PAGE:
The heavy-hitters are jumping onboard too, for example Twitter’s PWA. Focused on emerging markets and users with low connectivity, Twitter Lite takes less than a megabyte to download. Once launched, it takes less than 5 seconds to work on most 3G devices, and saves up to 70% on data, while loading 30% faster. And thanks to push notifications, you know when you’re quoted, re-tweeted, or messaged. The emergence of Twitter Lite may explain why the company is losing interest in developing native iOS and Android clients.

Google Docs, Gmail, Trello, Slack, Mattermost…these are already web apps. You can do a lot of sexy stuff with a web application. Obviously, applications that require a lot of processing power (video games, video editing, image processing, augmented reality, etc.) can’t do it without C, C++, Java or Swift: JavaScript simply can’t compete. But when you think about it, a large number of applications don’t have these needs, like most of those related to a web service. Take your banking application; it only has to be secure, functional, easy to use and up to date. And incidentally, your banking provider will quickly figure out that it costs them less to maintain a single service for both desktop and mobile.

Epic’s “Zen Garden” demo running in Firefox. he demo is built with WebAssembly and WebGL 2.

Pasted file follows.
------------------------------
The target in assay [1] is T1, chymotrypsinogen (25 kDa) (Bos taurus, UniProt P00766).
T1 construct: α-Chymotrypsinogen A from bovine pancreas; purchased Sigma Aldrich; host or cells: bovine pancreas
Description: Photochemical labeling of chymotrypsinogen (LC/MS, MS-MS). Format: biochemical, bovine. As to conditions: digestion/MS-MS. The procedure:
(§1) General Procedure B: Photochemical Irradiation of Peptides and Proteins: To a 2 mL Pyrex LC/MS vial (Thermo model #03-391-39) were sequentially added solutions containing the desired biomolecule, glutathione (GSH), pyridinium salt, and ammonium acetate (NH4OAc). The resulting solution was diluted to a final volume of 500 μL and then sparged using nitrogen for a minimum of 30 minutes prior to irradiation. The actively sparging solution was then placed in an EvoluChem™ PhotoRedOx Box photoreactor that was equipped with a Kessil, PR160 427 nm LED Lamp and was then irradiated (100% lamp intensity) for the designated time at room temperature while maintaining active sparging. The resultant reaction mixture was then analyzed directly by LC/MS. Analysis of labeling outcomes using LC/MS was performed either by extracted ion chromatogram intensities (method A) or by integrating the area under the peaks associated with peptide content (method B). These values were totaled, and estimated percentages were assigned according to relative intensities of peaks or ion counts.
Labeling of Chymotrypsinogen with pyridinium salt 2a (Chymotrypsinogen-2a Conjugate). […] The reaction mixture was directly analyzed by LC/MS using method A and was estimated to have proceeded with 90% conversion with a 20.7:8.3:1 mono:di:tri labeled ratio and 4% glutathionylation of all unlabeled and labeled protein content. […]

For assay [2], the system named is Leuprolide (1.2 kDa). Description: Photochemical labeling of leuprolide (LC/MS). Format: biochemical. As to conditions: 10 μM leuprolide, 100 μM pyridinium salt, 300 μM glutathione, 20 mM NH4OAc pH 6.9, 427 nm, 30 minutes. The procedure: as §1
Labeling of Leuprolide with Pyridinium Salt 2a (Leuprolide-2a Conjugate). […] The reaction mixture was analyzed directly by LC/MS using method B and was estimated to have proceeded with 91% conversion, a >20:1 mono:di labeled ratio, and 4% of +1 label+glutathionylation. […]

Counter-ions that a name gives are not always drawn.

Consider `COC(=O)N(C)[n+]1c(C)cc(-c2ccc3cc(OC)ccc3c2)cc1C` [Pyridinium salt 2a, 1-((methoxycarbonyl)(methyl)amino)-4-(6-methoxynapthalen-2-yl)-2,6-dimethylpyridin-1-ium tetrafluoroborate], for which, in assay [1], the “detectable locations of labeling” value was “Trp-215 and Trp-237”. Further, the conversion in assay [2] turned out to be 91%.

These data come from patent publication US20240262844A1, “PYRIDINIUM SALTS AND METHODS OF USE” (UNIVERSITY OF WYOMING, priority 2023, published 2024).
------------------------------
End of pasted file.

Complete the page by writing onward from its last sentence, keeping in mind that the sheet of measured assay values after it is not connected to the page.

Technology is always evolving. One thing to keep an eye on is the W3C WebAssembly standard, for example, which allows you to free JavaScript from the most intensive tasks by executing code natively, which is already supported by most browsers. In the area of emerging technology, on the CSS and visual rendering side, another thing to keep on your radar is Houdini, which provides access to the workings of the browser’s rendering engine.

To sum it up, my gut tells me to tell you to brace yourself for a new wave of PWAs!



(*) Progressive improvement is a development strategy that consists of isolating the solid base of structure and data (HTML, XTML, XML, JSON) from the upper layers of visual presentation (CSS, SVG) and the behaviours and interactions (JavaScript, Ajax). Then you play with graceful degradation of the upper layers so everyone has access to the basic content, while offering an enhanced version to those with a more sophisticated hardware/software configuration or a bigger bandwidth.

This entry was posted in Mobile development
by Laurent Gloaguen.
Share this article